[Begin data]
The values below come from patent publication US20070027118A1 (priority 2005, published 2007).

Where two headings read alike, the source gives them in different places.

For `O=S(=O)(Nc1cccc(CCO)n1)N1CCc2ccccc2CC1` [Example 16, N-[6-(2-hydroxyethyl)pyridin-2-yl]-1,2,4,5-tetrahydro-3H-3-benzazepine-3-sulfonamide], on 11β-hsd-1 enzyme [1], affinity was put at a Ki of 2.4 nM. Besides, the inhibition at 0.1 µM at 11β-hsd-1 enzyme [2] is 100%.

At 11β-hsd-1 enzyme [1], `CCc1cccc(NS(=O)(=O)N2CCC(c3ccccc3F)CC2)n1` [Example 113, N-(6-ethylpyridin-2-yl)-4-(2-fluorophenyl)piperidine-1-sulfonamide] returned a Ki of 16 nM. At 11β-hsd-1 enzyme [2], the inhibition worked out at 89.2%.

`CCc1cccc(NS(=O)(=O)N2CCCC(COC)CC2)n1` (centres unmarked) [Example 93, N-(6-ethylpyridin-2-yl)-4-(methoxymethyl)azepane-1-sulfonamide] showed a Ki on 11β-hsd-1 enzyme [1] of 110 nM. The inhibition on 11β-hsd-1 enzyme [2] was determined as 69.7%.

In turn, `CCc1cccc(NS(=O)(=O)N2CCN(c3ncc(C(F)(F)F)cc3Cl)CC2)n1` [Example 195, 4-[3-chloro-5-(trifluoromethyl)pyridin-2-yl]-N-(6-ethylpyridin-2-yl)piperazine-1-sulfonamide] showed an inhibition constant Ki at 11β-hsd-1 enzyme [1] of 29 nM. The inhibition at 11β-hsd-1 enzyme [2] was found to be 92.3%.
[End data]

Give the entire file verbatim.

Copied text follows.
The values below come from patent publication US20070027118A1 (priority 2005, published 2007).

Where two headings read alike, the source gives them in different places.

For `O=S(=O)(Nc1cccc(CCO)n1)N1CCc2ccccc2CC1` [Example 16, N-[6-(2-hydroxyethyl)pyridin-2-yl]-1,2,4,5-tetrahydro-3H-3-benzazepine-3-sulfonamide], on 11β-hsd-1 enzyme [1], affinity was put at a Ki of 2.4 nM. Besides, the inhibition at 0.1 µM at 11β-hsd-1 enzyme [2] is 100%.

At 11β-hsd-1 enzyme [1], `CCc1cccc(NS(=O)(=O)N2CCC(c3ccccc3F)CC2)n1` [Example 113, N-(6-ethylpyridin-2-yl)-4-(2-fluorophenyl)piperidine-1-sulfonamide] returned a Ki of 16 nM. At 11β-hsd-1 enzyme [2], the inhibition worked out at 89.2%.

`CCc1cccc(NS(=O)(=O)N2CCCC(COC)CC2)n1` (centres unmarked) [Example 93, N-(6-ethylpyridin-2-yl)-4-(methoxymethyl)azepane-1-sulfonamide] showed a Ki on 11β-hsd-1 enzyme [1] of 110 nM. The inhibition on 11β-hsd-1 enzyme [2] was determined as 69.7%.

In turn, `CCc1cccc(NS(=O)(=O)N2CCN(c3ncc(C(F)(F)F)cc3Cl)CC2)n1` [Example 195, 4-[3-chloro-5-(trifluoromethyl)pyridin-2-yl]-N-(6-ethylpyridin-2-yl)piperazine-1-sulfonamide] showed an inhibition constant Ki at 11β-hsd-1 enzyme [1] of 29 nM. The inhibition at 11β-hsd-1 enzyme [2] was found to be 92.3%.